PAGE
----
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Readers report the effect Windows 98 has on their other apps

August 3, 1998
Web posted at: 2:45 PM EDT

by Brian Livingston, InfoWorld columnist

(IDG) -- My past three columns have sparked a controversy over Windows 98's setup routine. First I described how Windows 98 replaces newer system files with older ones, whether or not some programs need the newer files. Then I showed how you can tell which programs use which files, and finally I printed Microsoft's response: The replacements are necessary to ensure "a known, working baseline operating system."

Readers have flooded my mailbox with their own experiences with Win98. Many readers are grateful that I described a Win98 feature that they had never heard of and a utility, the Version Conflict Manager (VCM), that helps them exchange versions of system files that may have changed.

"Great article ... I found almost 20 replaced files," Bradley Jones writes.

"I found your VCM info very helpful and discovered that 27 files had been replaced with older versions," Tom Dominguez says.

I'll be busy for quite a while making a list of programs that Win98's setup routine affects in some way; this has been requested by numerous readers. Here are just a few affected programs that have been mentioned.

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  • Reader Ed Barnett says, "Win98 will not run the Hewlett-Packard ScanJet 4/c." I mentioned in my July 13 column that Win98 can install an older version of Twain.dll, a file used by scanners, and this could be the cause of some devices failing to work. You may need to restore or re-install your scanner drivers.

  • Another Hewlett-Packard device was problematic for Dennis Wingo: "I have an HP 7200i internal CD writer," he says. "After installing Win98 I have been unable to use my CD writer at all."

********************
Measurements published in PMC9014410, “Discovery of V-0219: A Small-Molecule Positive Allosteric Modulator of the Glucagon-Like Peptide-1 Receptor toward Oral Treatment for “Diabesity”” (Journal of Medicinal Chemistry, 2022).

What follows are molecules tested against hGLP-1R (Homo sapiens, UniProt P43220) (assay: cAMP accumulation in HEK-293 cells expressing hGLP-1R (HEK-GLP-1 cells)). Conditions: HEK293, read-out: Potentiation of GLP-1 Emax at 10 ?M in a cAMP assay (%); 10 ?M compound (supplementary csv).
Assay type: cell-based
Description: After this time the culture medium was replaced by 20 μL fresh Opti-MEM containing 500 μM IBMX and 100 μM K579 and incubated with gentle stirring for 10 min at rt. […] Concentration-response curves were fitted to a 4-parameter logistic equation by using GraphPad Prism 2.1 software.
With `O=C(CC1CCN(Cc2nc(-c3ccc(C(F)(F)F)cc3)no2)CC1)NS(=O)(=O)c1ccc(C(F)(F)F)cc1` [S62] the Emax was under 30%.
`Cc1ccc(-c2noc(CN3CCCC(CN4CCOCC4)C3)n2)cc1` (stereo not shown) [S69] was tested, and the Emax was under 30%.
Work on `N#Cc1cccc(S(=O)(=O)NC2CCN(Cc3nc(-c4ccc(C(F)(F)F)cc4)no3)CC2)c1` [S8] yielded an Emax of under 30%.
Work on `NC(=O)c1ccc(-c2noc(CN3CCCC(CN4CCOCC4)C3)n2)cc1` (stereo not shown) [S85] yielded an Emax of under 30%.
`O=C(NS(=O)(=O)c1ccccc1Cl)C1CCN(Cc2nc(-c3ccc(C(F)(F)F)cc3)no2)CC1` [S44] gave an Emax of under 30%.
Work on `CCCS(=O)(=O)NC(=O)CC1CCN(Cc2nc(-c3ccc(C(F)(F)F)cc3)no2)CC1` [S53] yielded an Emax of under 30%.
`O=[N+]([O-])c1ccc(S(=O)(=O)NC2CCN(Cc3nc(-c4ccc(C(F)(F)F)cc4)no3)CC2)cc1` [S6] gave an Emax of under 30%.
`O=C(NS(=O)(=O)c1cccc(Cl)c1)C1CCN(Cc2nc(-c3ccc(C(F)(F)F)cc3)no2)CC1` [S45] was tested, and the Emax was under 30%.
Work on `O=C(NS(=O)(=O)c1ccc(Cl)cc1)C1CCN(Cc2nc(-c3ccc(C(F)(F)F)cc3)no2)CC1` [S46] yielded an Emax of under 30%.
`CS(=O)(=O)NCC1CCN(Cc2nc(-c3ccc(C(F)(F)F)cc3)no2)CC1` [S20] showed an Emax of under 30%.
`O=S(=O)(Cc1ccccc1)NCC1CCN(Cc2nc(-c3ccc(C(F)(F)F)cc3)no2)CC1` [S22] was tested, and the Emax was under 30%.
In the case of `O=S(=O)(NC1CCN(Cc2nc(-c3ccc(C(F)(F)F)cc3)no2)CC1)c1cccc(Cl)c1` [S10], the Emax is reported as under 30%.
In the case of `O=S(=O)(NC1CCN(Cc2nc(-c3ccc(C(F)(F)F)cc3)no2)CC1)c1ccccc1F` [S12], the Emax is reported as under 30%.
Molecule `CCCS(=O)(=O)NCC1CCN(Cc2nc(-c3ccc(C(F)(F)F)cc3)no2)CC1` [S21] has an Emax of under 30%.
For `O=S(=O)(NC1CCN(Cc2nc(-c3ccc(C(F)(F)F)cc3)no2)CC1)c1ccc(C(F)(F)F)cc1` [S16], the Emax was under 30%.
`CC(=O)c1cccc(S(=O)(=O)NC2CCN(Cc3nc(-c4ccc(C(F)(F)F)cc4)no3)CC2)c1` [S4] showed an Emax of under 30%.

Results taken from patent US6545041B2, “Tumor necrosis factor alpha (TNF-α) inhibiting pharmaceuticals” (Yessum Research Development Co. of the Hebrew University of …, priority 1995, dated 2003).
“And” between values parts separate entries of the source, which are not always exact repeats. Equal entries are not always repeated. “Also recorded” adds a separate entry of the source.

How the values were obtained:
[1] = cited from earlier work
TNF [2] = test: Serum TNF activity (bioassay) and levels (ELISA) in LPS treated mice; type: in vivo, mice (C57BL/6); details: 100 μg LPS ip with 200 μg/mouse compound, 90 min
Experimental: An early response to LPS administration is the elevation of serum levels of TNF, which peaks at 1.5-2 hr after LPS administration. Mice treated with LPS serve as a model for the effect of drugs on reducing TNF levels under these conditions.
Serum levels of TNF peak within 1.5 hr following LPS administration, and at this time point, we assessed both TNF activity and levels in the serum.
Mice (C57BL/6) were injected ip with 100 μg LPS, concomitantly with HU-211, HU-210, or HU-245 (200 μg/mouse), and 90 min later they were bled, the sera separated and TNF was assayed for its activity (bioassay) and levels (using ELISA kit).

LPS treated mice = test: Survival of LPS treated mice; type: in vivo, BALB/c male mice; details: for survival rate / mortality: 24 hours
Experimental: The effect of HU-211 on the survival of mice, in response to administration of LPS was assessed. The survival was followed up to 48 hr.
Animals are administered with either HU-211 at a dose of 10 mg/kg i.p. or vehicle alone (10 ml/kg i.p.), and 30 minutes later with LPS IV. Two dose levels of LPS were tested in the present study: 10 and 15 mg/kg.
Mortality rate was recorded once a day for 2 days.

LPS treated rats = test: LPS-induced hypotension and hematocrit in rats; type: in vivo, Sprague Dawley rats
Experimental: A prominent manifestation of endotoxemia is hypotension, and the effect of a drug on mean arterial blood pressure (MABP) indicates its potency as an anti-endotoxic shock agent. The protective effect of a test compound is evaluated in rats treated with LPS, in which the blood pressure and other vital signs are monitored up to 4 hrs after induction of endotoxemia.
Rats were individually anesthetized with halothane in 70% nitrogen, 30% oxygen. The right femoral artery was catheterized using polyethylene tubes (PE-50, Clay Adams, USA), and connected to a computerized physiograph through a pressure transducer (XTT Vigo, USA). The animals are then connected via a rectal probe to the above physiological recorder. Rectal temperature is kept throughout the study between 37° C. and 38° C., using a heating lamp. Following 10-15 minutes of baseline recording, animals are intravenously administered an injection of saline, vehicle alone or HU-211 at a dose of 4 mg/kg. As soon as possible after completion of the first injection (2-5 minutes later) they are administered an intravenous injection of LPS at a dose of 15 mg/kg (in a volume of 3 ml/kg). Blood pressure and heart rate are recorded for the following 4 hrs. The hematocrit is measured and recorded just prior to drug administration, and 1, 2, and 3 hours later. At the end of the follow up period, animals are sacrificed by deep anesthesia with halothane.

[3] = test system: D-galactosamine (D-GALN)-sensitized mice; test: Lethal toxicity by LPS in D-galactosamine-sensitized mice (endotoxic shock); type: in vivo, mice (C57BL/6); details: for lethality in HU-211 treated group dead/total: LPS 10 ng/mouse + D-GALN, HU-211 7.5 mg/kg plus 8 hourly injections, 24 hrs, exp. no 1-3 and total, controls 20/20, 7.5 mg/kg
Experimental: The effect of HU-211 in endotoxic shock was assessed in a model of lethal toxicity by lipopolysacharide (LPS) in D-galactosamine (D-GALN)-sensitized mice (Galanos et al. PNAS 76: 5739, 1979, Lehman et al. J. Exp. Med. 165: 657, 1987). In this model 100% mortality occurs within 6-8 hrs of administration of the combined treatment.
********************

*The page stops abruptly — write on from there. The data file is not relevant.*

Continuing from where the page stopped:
• "When you install Windows 98, it replaces Internet Explorer 4 Service Pack 1 (4.72.3110 .6) with an older version (4.72.3110.1)," says Erik Funkenbusch. "Win98's version of IE is older than Win95's version of IE because the Win95 version was finalized after the Win98 version was. The Win95 version is incompatible with the Win98 version. That means that if you have Win95 with IE 4 installed, Win98 has to replace it with Win98's version in order for IE to function."

Other readers gave examples that are generic to Microsoft, not Windows 98.

"This isn't new," James Bullock says of version conflicts. "Installing DirectX 5.0 disabled the following apps on my machine: Personal AltaVista, McAfee Anti-Virus, and WinFax Pro 6.0. In this case, DLLs were removed and replaced by DLLs with different names. So copying the original files back worked."

Several readers objected to my characterization of Win98's file changes.

"You make it sound as if Microsoft is purposely doing something to mess up the competitors' software," Jim Stumbo writes. "This is not true. Microsoft products that use files that have been replaced may also experience problems."

Michael Spagnuola provides a case in point: "Twain.dll, Version, was installed in my OSR2.5 [a version of Windows 95B] by Microsoft Picture It, Version 2."

Win98 rolls Twain.dll back to Version I'm researching what functions of Picture It and competing software are dependent on the ".3" features of the Twain driver.

The biggest controversy about Windows' interfering with other programs is the charge by Rob Glaser, CEO of Real Networks, that Microsoft's Media Player disables RealPlayer Plus and other competitors' software. Microsoft disputes the charge. This is a separate but related issue that deserves more scrutiny.

I'll have more reports in future columns.

Brian Livingston is an InfoWorld columnist. His latest book is Windows 98 Secrets (IDG Books). Send tips to He regrets that he cannot answer individual questions.

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